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College Basketball Analysis: Lessons Learned from Duke vs. Ohio State

That 22-point thumping the Duke Blue Devils got from the Ohio State Buckeyes in Tuesday night’s 85-63 rout was mildly surprising, and no doubt plenty embarrassing to the losing squad. In retrospect, though, what ultimately ended up happening probably shouldn't have come as such a shocker.

Going into that highly anticipated showdown, there were three possibilities on the table: 1.) Duke’s guard depth would be too much for Ohio State and they would win easily, 2.) Ohio State’s interior efficiency would be too much for Duke and they would win easily or 3.) the two teams’ respective strengths would counteract each other, and whichever team was better at utilizing their respective strength would emerge the winner by a small margin.

The answer ended up being behind door number two. Quel surprise.

Duke had an off night, with the infamous Maui hangover perhaps having something to do with that. Seven games in 13 days, contrary to what many believe, is no joke. It’s also no secret that plenty of teams avoid the tournament precisely because of the lingering after-effects.

When asked after the game about the notion that Duke was tired from their hectic recent schedule, Ohio State head coach That Matta replied:

"Now will you guys stop asking me why we don't go to Maui?"

Seth Curry, who going into Tuesday night had attempted 28 total 3-pointers en route to his 62 shots on the year, hit a shooting brick wall. It had to happen sooner or later in the year, and it happened sooner. By night’s end, he was one-of-six from beyond the arc and finished with a paltry seven points.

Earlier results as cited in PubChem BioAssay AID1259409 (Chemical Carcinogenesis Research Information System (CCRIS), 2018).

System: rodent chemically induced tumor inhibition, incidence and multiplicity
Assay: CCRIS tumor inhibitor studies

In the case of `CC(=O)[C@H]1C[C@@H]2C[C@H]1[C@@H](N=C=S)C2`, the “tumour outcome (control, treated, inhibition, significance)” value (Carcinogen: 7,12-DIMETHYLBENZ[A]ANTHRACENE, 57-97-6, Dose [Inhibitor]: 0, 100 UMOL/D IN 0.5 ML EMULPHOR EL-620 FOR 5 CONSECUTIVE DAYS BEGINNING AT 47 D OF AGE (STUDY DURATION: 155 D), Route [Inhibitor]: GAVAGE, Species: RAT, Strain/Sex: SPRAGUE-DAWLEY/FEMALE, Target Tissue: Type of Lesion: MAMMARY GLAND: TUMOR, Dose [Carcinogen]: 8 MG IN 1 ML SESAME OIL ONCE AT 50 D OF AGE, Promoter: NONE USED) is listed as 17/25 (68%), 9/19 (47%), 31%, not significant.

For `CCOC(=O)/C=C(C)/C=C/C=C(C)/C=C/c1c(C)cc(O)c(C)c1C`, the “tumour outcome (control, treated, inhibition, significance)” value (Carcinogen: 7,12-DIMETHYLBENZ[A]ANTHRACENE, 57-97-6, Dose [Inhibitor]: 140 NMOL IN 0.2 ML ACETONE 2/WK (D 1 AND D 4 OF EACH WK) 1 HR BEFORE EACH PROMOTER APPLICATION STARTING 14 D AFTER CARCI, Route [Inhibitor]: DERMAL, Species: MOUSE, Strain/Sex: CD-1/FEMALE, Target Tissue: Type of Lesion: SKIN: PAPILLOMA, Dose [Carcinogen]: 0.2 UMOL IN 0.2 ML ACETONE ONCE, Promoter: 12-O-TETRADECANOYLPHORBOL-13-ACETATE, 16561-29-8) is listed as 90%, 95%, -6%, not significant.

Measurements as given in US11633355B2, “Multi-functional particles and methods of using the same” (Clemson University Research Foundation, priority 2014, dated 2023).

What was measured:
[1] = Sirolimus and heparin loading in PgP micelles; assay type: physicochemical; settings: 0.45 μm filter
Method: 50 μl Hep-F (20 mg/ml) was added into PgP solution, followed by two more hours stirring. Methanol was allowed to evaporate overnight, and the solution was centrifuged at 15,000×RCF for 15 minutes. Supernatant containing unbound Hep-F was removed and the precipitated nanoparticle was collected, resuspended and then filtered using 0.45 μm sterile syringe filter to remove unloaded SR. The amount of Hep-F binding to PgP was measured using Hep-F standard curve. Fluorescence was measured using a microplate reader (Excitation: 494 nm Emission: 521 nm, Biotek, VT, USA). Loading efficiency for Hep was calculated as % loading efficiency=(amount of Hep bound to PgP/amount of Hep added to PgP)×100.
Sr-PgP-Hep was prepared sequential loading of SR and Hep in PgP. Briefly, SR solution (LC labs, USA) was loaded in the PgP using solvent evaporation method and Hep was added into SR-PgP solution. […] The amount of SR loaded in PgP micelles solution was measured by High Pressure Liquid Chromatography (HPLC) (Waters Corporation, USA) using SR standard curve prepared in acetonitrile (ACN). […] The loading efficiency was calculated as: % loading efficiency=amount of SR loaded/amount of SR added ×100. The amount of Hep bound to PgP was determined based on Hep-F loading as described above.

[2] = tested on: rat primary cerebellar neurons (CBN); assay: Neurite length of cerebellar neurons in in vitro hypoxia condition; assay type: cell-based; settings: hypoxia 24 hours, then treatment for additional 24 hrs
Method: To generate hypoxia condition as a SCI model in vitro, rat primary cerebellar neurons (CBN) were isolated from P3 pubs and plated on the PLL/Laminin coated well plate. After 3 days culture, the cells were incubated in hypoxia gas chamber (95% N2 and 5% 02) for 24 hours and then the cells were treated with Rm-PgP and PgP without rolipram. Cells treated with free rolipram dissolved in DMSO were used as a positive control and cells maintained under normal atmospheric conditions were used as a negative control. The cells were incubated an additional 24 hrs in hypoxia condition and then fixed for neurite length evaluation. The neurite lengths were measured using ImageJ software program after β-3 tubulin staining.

The Plumlee brothers handled themselves moderately well on the offensive end, but they got destroyed by Jared Sullinger. The Ohio State big man did whatever he wanted in the paint -- be it shoot or pass -- with ease en route to a seemingly effortless 21-point, eight-rebound showing. His effectiveness on the inside essentially laid out a red carpet for others to damage, namely Aaron Craft and William Buford who finished with 17 points and eight assists and 20 points, respectively.

Without any sort of legitimate presence down low, and basically playing from behind from the outset, the Duke offense was reduced to longballs that clanked off the rim or Austin Rivers -- the only player on the roster who can create his own shot at will -- going one-on-Ohio State.

On the heels of impressive and at times heroic showings at the Maui Invitational, Ryan Kelly and Tyler Thornton were non-factors Tuesday night. Both finished with no points.

Rivers was the lone bright spot for Duke because of his innate ability to create his own shot in tight situations and to break down the defense, but in the absence of any help there wasn’t much he could do. Like Sullinger did in his own special way, Rivers tried to break down Ohio State’s defense with his above-average ball handling and surprisingly underrated body control around the basket, but it was to no avail. Ohio State’s defense was too good, and Duke’s offense was too sorry.

At the end of the day, here is what we learned on Tuesday:

  1. Ohio State will probably be the No. 1 ranked team in the nation at some point within the next few weeks.
  2. Craft is an absolute beast, and is quite clearly at the top of this year’s point guard class.  
  3. Rivers being the only Duke player who can create his own shot means that when Curry is off his game and the big boys aren’t producing, the offense will stagnate.
  4. Duke’s defense needs improvement.
  5. Duke is soft inside.
  6. The nine rebound disparity between these two teams (32-23) doesn’t tell the whole story.
  7. Scheduling matters.
  8. Barring some unforeseen, catastrophic injury, a repeat battle between these two teams at any point in the NCAA tournament would produce the same exact result.

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